Grey literature

In the course of your studies, you may need to find other types of literature to help with your discussion or argument.

These resources are commonly referred to as 'grey literature' and can be found in a number of places. The term 'grey literature' normally refers to any resource which is not an academic publication, or from a commercial source.

For example, this could be policy documents, government reports, internal guidance, NICE guidelines, etc. This article from the National Institutes of Health gives more detail about why it is useful to include grey literature in your research:

Searching for grey literature can be very hard and frustrating as it is not generally brought together in one consistent place, such as with academic literature in the databases. It very much depends on the 'type' of grey literature you will need to find. For example, if you were doing a service improvement, you may want to find internal documents, which will not be publicly available. So you would need to work out how best to find these documents.

There is some useful information on the Health Education England (HEE) website about searching for grey literature here: 

Here are some other sources of grey literature that you can use:


  • National Grey Literature Collection has moved to the King's Fund. Currently under development (Jan 24). If you are searching for any content previously on the site, contact the Kings Fund library on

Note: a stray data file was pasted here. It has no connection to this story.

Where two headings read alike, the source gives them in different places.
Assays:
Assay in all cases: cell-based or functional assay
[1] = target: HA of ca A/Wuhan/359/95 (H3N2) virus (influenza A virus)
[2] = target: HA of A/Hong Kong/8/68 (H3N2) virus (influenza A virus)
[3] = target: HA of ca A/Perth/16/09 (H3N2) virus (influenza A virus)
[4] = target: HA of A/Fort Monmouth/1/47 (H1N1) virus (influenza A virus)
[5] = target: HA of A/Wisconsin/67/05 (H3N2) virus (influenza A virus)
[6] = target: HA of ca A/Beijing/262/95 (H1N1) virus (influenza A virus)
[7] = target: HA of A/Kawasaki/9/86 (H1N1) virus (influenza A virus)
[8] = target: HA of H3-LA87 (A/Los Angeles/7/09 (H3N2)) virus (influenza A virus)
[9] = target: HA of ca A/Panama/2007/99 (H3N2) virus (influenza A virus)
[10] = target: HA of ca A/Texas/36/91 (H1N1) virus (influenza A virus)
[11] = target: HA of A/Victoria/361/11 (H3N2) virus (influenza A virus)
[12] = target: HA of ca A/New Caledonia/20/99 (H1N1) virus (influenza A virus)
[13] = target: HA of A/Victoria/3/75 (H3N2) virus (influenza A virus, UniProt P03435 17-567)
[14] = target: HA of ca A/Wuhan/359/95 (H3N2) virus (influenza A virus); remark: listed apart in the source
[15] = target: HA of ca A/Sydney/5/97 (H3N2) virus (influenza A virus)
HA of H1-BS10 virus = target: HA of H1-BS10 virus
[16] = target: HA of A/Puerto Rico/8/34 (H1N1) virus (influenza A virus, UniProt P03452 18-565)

• World Health Organization - providing leadership on global health matters, shaping the health research agenda, setting norms and standards, articulating evidence-based policy options, providing technical support to countries and monitoring and assessing health trends.

You can also use your professional body sites for your profession-specific evidence. And of course, there is also Google for anything that isn't academic articles!

Keeping a record of your research

It's really important when you begin your research to keep a record of where you found it.

After all, you may want to revisit it and if you don't know where you got it from, this will be difficult to do! Also, your tutors and peers may want to find your resource, too. Keeping a record of your search strategies is helpful, not only for this, but as evidence that your academic work is developed using good quality resources.

You may also need to replicate your research strategy as part of your assignment. Your assessment brief will give you more information about how to present this, if necessary. The best way to keep a record is to create a table where you can logically map your research strategy.


Here is an example of how your table could look:

Database Keywords/Phrases Alternative Keywords/Database Headings Limits or filters (eg Date, Language, Peer Review) Number of results Notes/Reflections
Medline anxiety AND fast heartbeat 3 try other key terms